If you read this blog closely and follow me on Twitter, you’ll soon come to realise I very much like Ross McCormack. The fact that we were seemingly willing to lose him (happily) in the summer, in exchange for Craig Mackail Smith, riled me. I was never convinced he’d be accepted at Leeds, purely because he was never really given a chance in his first season. He eventually came good and won the fans over, and has since has gone on to be a ridiculously effective striker in an ever weakened side. McCormack is loved to the extent that he is one of few Leeds players left to genuinely inspire confidence these days.
The Burnley game, when he got his first goal, is the first memorable example Leeds fans saw of his abilities:
1. He points to where he wants the ball whilst running across the last man, making sure to stay onside.
2. Then, when the ball is put on a plate for him by Bradley Johnson, it is simple enough for him to burst away from the defender and score.
As we can see here, Ross McCormack shows what it is he does best. Yes, whilst he is also exceptionally gifted with the ball at his feet (when compared to the majority of players in this league), it is in fact his runs across the last line of defence that are particularly impressive. It is why he is wasted in the hole or on the wings – he should be used as the main striker.
The Spurs game is a prime example of McCormack’s ability off the ball, the timing of his runs to split defences. Both of the goals are the direct result of his movement. The first, Luke Varney’s, is shown below:
1. This shows McCormack directing Michael Brown where to place the ball. The ball ultimately ends up here, except at Varney’s feet.
2. Prior to this, he comes back from an offside position, in the blind spot of both of the Spurs center backs.
3. He spends a second (and literally just a second) within view of the center backs, clarifying that they need to pick him up, but not giving them the time to decide who should.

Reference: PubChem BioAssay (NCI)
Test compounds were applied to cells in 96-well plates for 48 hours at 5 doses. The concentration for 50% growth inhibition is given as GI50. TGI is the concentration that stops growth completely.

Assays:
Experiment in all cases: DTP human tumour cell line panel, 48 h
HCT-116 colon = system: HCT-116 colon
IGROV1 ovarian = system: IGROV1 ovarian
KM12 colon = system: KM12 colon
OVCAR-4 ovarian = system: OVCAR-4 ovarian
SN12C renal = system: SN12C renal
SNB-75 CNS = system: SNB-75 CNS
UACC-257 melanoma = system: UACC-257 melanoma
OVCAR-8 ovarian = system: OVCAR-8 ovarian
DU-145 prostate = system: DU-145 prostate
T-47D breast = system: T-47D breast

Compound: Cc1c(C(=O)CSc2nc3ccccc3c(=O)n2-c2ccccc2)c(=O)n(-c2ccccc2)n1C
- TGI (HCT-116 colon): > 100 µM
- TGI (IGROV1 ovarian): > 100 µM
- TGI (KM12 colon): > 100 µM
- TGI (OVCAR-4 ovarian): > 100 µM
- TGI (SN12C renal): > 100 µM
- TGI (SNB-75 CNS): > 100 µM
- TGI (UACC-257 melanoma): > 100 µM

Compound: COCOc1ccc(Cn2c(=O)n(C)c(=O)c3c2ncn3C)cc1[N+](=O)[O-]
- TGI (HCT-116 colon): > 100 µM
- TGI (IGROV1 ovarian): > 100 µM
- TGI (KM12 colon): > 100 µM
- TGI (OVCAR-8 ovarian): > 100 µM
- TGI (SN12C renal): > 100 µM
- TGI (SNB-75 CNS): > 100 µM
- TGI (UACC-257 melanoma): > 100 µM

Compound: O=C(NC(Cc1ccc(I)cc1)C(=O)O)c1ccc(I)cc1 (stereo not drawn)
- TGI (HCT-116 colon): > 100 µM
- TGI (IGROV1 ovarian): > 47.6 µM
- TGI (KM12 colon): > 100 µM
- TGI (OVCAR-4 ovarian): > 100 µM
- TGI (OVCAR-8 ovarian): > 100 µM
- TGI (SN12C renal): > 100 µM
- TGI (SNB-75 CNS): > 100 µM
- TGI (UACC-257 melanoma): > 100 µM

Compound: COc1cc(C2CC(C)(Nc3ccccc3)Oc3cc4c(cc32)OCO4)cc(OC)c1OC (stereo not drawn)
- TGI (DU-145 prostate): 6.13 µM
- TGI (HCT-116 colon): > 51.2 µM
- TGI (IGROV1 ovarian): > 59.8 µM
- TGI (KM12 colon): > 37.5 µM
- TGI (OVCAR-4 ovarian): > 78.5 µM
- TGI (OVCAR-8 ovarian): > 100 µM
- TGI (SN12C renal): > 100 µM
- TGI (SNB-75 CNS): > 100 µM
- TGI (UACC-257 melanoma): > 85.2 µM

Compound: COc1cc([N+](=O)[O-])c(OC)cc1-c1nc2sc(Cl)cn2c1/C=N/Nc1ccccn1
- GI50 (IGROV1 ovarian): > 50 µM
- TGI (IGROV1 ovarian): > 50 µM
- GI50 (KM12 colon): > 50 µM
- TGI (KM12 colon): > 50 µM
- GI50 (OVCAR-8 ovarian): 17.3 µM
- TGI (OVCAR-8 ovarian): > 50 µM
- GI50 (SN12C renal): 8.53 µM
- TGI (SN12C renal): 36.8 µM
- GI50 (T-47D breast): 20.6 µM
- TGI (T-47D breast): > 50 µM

4. This creates a situation whereby El Hadji Diouf is ultimately picked up by the right back and the right center back. This leaves Varney almost entirely free, which gives him the run on goal and the opener. Yes, McCormack does not touch the ball, but his run allows space for his attacking partners to move.
For McCormack’s goal, we see similarly impressive movement:
1. A simple knock down to Diouf, and it is literally two men against about 5 defenders.
2. As soon as he lands however, he is already running.
3. He points to Diouf where to place the ball.
4. Then it just becomes a straight sprint against the center backs, two people he’s got a few seconds on already due to his fast movements alone, never mind when it comes to pace. This allows him all of the space and time to check inside and hit the ball past Friedel beautifully.
Ultimately, this proves the extent to which Ross McCormack and his running ability is an incredible asset, even when his technical ability is discounted, which is a big deal considering he is one of the best in the squad with the ball at his feet. I think, even given our recent signings, it would be harsh for McCormack to fall out of the first team.
I’d advocate having McCormack play especially in those games where larger, more lumbering center backs play for the opposition, given the fact he’d easily out manouvre them. Morison will probably be an effective partner, comparable to Andy Keogh in the early parts of last season, when McCormack was at his goalscoring peak. Becchio and McCormack likely never worked as Becchio is not likely to provide for others, or, at the very least, halt the sort of balls McCormack thrives on. This is not a criticism of Becchio, merely pointing out why they did not work especially well as a duo. Diouf and Morison should possibly rotate for the position alongside McCormack. In reality, however, this will likely sadly not occur. However, I back McCormack to take advantage of those few times he will be given a chance as the main man.
Follow Amitai Winehouse on Twitter (@awinehouse1).
Did you enjoy this feature? Tell us – we’ll work on more like it in the future.